The derech halimud has undergone many changes through the centuries and fact of the matter is sometimes a kashe that could not be answered earlier becomes resolvable or resolvable with a better solution because we have new tools. When R' Chaim uses Brisker methodology to answer a kashe of Tosfos or R' Akiva Eiger, do you reject R' Chaim because the Rishonim were not Briskers and early Achronim never learned that way?

    Hashem was nice enough to reveal to us the ideas of pnimiyus haTorah to an extent that the Rishonim perhaps did not have access to or maybe did not utilize because they felt it was possible to resolve conflicts l'shitasam of secular philosophy). Now that these avenues are accessible, why in the world would you say it is logically better to say Chazal were in conflict with science than to say there is no conflict and Chazal and science are speaking of different areas? This is no different than using a R' Chaim to answer a kashe of R' Akiva Eiger -- is it better to remain with a tzarich iyun just because R' Akiva Eiger was written first?

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  108. fact of the matter is sometimes a kashe that could not be answered earlier becomes resolvable or resolvable with a better solution because we have new tools

    2 points.
    First of all, you are assuming that there is a kashya. From the point of view of the Gemara k'pshuto, and the Geonim, and the Rishonim, there is no kashya.

    Second, it is indeed the case that R' Chaim Brisker's ingenious methods of reconciling contradictions in Rambam are phenomenal but yet are often unconvincing from a historical standpoint of asking whether this is really what Rambam meant. That's why he reportedly didn't like Rambam's letters to the Chachamei Lunil, where Rambam answered some of the kashyas on him without using the Brisker derech.

    So again, the reason why many of us would not like to use the approach of pnimiyus in this sugya is that there is no reason to believe that it is actually what Chazal meant. It's not a matter of being left with a tzarich iyun - there is no tzarich iyun! The peshat of the Geonim and Rishonim works just fine. It's the pnimiyus pshat that is tzarich iyun - how come there is no hint of it in the text, and how come there is no mesorah of it (using the word "mesorah" in its true sense).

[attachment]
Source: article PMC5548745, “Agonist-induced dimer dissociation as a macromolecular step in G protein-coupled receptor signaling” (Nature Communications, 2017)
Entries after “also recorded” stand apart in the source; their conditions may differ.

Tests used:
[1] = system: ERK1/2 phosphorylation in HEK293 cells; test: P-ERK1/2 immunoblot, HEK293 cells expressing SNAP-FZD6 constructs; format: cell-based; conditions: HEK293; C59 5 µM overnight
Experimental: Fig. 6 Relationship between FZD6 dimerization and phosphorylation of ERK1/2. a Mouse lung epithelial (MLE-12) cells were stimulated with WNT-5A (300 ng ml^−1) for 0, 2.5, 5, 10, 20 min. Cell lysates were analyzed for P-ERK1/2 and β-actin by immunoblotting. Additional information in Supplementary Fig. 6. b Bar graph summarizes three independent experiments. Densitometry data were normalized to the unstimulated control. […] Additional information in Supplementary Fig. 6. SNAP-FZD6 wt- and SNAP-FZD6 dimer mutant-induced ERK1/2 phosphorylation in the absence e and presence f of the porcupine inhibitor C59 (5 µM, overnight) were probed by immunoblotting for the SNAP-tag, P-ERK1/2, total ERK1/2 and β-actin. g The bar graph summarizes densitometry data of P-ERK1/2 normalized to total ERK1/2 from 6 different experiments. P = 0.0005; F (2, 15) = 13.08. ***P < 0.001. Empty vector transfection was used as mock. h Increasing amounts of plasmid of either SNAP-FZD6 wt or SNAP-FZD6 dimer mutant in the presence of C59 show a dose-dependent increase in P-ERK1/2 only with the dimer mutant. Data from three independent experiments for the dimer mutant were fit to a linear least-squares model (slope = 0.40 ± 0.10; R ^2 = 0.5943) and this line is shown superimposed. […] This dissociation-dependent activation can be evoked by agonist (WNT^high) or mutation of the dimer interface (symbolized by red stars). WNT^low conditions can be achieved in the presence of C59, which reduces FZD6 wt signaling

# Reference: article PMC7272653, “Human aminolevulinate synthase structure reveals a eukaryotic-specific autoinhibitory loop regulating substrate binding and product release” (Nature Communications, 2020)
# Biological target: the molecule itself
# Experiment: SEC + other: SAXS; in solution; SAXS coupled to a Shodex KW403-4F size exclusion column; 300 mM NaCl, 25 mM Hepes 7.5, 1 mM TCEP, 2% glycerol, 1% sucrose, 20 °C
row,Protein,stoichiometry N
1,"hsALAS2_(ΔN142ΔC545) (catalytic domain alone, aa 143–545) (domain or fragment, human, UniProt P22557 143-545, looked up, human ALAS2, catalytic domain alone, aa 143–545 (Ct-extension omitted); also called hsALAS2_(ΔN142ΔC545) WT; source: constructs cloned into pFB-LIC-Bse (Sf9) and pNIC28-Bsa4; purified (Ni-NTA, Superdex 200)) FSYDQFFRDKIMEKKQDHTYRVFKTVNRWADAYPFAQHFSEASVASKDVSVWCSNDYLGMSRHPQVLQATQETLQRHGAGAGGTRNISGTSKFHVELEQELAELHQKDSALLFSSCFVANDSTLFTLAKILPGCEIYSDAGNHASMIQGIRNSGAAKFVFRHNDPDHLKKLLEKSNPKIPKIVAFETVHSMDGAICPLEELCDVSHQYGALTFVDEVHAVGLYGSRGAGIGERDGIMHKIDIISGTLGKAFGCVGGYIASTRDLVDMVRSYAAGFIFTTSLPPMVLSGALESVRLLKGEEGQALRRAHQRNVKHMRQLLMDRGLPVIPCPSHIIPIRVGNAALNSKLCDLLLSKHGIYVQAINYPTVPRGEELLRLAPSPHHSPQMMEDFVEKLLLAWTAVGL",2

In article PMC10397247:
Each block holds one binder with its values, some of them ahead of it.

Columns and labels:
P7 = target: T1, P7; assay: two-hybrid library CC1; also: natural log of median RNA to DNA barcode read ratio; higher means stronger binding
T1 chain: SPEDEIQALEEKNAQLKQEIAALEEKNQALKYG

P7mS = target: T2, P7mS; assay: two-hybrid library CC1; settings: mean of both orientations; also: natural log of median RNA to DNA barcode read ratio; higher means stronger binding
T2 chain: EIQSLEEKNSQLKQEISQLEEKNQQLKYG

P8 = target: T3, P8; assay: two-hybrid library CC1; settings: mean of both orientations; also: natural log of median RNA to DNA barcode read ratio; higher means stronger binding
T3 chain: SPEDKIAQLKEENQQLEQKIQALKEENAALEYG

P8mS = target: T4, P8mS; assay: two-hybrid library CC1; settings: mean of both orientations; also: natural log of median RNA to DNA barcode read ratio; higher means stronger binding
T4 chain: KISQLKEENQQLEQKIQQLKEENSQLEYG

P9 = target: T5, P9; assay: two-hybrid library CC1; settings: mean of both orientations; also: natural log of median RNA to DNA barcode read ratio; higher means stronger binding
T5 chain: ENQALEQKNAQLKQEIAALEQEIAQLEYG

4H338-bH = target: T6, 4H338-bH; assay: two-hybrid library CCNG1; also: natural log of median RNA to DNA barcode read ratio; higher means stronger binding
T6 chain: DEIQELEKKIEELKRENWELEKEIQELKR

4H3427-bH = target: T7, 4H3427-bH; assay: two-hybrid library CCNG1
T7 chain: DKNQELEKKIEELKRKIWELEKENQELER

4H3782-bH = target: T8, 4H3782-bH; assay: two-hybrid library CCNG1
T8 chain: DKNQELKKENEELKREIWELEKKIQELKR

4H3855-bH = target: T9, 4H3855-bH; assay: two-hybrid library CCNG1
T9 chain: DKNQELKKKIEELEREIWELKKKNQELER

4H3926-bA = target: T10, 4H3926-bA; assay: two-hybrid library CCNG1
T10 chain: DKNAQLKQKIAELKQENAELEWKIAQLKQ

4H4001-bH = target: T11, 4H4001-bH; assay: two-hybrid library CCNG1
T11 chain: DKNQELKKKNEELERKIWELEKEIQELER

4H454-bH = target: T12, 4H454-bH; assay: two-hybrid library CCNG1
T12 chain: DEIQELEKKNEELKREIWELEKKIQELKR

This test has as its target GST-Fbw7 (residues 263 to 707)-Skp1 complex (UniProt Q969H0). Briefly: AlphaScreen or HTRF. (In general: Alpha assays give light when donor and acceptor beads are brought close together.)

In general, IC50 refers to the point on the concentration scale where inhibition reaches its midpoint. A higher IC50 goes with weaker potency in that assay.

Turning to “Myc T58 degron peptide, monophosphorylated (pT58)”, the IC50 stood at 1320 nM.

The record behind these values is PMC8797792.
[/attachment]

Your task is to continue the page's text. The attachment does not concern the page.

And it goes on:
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  109. "Regarding Rav Vachtfogel - can't you read?"

    Can't you read in the context of a full sentence?

    "Rabbi Menachem Nissel, a long-time talmid of Rav Moshe, wrote an open letter a while back to explain Rav Moshe's view. He wrote: "Maharal paskens that it is kefira to question the writings of chazal when they spoke about science and nature... Rav Moshe says that this is our mesorah. It is kefira to question the knowledge of chazal in madda.""

    A) Where is this open letter available.
    B) How does this contradict the obvious Me'or Einayim/Slifkin context of a GENERAL APPROACH to Chazal that is asserts they were GENERALLY ignorant?

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  110. A couple of quick thoughts, from someone with far less lumdus than most other people on this thread:

    >>>This whole idea of divorcing halacha from reality strikes me as philosophically wrong. It is very hard to say (for example) that the to axioms of human behavior the Talmud refers to as the basis of laws are incorrect but the laws still stand. Why did the Talmud play charades and hide the "real" reasons for laws while leading us down the wrong track with red herring? Why keep laws that contradict or conflict with what we know about reality?>>>>

    Actually, the Torah specifically directs us that the laws still stand even when the reality of the situation does not match the rationale of Chazal (see Rashi on Lo Tasur - note he does not say even if it "seems" Chazal said 'right' is 'left', but when they actually do)


    >>>>>>Agree 100%. And the answer is, as you wrote, that the vast majority of Achronim lean towards away from the rationalism of the Rambam and others of that ilk. It is a historical relic, not a living philosophical system. >>>>>>

    Maybe in the Chareidi world, but certainly not in the yeshivos I learned in.

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  111. Keyser4:29 PM

    >>>If you apply that to the whole general philosophic approach of the majority of Rishonim, then you are in fact maintaining that those Rishonim are tainted and not to be relied upon, and that the transmission of our mesorah has serious issues.

    1) Your entire formulation is wrong. Do you think the mesorah is 'tainted' because R' Akiva Eiger left a kashe as a tzarich iyun until R' Chaim Brisker came along with a new derech halimud and showed how it can be answered up? Or how R' Akiva Eiger's chiddush was wrong? It's not just the specific psak that made R' Chaim a genius, it was the creation of a new way of looking at torah. The abandonment of rationalism in favor of other approaches was a similar revolution.